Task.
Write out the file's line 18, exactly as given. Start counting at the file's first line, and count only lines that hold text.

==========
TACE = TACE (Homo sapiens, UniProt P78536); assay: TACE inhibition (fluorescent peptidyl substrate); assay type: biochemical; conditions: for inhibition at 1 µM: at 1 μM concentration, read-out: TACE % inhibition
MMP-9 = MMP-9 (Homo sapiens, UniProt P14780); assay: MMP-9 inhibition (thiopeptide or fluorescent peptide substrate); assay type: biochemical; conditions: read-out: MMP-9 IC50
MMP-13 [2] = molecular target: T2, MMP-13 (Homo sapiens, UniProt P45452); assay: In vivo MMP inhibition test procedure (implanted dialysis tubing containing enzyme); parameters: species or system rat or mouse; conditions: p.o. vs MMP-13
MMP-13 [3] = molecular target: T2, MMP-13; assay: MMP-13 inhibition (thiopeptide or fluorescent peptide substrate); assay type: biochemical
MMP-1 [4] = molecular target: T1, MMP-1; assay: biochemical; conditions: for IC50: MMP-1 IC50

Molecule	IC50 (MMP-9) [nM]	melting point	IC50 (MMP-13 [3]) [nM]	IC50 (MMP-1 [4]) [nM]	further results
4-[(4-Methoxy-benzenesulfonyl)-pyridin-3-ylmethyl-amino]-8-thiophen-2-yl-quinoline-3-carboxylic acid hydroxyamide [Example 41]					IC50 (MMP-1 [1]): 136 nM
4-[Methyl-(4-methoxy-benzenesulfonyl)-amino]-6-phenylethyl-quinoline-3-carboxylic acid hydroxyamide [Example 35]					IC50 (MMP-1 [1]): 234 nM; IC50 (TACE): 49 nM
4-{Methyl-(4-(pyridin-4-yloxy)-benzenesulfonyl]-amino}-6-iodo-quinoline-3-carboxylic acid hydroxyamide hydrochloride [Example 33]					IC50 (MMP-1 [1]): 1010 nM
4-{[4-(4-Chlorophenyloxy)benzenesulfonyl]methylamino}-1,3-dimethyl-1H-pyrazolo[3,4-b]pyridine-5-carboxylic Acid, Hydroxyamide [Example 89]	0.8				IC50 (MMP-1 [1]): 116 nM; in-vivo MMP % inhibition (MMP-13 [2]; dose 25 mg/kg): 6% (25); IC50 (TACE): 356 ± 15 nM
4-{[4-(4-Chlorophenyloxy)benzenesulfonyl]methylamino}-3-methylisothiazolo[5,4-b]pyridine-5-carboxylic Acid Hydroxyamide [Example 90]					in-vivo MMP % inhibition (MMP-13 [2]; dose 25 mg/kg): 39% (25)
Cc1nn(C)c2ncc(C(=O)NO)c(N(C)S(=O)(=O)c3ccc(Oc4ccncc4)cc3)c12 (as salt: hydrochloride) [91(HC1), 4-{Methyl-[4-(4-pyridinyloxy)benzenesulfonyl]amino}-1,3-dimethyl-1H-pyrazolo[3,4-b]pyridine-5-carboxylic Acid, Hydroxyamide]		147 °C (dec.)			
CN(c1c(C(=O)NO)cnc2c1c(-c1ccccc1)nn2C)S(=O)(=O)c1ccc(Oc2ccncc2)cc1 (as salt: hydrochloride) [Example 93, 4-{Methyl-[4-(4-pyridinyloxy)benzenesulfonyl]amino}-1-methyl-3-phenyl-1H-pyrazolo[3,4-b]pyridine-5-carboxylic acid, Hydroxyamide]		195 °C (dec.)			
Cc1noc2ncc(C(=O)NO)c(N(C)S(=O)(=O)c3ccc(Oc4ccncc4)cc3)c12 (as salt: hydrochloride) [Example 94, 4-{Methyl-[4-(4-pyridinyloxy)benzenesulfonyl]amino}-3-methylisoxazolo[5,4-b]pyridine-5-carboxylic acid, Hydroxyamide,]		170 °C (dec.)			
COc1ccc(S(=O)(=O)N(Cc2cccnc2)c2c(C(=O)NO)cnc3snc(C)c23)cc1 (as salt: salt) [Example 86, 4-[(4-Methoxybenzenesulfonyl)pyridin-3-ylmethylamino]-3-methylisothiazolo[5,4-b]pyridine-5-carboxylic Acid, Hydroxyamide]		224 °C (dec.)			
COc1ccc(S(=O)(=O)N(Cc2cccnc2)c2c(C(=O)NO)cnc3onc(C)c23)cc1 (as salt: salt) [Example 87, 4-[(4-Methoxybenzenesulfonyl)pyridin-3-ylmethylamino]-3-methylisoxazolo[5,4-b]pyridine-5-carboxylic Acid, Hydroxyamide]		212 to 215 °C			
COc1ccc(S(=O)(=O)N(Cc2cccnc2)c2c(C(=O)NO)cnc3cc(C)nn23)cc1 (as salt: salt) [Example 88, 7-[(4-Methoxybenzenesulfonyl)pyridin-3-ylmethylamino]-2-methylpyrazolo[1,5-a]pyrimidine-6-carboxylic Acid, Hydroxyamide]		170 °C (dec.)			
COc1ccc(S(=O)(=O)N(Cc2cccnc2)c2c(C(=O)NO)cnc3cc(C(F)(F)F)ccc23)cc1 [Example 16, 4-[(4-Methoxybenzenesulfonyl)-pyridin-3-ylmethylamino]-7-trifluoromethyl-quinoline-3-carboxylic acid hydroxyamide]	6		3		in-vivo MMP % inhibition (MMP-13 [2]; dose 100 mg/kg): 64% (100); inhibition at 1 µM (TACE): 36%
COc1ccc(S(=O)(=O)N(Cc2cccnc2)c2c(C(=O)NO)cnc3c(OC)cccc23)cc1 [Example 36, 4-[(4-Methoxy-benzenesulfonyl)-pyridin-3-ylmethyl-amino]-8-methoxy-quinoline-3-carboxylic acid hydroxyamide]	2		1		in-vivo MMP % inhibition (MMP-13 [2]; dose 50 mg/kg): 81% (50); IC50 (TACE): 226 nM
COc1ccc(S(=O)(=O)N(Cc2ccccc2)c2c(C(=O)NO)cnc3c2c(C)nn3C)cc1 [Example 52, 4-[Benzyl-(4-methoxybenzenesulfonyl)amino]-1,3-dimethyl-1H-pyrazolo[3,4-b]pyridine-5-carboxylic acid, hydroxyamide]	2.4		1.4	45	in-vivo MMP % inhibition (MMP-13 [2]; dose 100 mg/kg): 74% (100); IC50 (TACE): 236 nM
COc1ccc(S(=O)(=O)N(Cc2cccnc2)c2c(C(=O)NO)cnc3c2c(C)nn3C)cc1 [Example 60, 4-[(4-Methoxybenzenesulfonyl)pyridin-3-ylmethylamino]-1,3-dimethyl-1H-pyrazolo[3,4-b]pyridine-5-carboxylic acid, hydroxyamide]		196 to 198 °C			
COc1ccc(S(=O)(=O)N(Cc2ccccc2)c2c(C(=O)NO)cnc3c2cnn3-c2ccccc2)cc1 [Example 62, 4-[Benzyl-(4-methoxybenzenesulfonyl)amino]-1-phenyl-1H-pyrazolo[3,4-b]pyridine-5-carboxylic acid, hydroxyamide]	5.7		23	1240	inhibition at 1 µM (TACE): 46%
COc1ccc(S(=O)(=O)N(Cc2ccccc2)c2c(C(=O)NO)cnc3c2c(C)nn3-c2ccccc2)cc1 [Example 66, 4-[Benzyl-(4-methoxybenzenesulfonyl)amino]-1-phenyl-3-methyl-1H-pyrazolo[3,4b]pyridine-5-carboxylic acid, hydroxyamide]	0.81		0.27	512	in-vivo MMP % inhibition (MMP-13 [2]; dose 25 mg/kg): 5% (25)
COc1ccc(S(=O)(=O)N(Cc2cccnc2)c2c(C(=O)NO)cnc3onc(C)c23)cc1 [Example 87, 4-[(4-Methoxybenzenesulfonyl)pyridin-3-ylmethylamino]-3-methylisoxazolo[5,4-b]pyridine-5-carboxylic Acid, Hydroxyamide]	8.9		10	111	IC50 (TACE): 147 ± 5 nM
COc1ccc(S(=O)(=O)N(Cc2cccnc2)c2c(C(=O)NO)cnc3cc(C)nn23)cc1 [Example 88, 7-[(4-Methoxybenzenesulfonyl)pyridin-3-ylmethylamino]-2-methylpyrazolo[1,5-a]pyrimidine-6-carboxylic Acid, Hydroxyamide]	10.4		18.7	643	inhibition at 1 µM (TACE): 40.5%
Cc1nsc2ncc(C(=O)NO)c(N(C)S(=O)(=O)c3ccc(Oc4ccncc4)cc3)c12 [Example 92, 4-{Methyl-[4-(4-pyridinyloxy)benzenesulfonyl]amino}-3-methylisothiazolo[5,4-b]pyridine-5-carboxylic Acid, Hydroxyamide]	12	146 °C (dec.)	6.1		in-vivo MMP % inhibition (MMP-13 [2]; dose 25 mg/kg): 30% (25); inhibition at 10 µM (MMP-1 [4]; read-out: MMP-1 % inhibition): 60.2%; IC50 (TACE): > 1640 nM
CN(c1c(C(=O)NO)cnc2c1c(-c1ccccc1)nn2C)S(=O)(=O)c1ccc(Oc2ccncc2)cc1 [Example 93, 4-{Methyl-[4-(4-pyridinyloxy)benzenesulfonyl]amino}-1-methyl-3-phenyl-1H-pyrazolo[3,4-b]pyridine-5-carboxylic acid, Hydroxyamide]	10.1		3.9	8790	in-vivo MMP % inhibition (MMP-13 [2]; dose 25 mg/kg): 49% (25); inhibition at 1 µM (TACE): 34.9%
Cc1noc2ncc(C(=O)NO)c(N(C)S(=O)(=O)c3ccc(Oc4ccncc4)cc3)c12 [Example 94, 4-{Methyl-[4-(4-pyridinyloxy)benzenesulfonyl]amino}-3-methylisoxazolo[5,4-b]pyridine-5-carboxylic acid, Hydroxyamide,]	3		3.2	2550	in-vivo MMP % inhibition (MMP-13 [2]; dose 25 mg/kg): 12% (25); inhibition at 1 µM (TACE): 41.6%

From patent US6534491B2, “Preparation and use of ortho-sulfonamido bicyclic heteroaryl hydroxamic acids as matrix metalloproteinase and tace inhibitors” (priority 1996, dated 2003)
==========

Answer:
COc1ccc(S(=O)(=O)N(Cc2cccnc2)c2c(C(=O)NO)cnc3cc(C(F)(F)F)ccc23)cc1 [Example 16, 4-[(4-Methoxybenzenesulfonyl)-pyridin-3-ylmethylamino]-7-trifluoromethyl-quinoline-3-carboxylic acid hydroxyamide]	6		3		in-vivo MMP % inhibition (MMP-13 [2]; dose 100 mg/kg): 64% (100); inhibition at 1 µM (TACE): 36%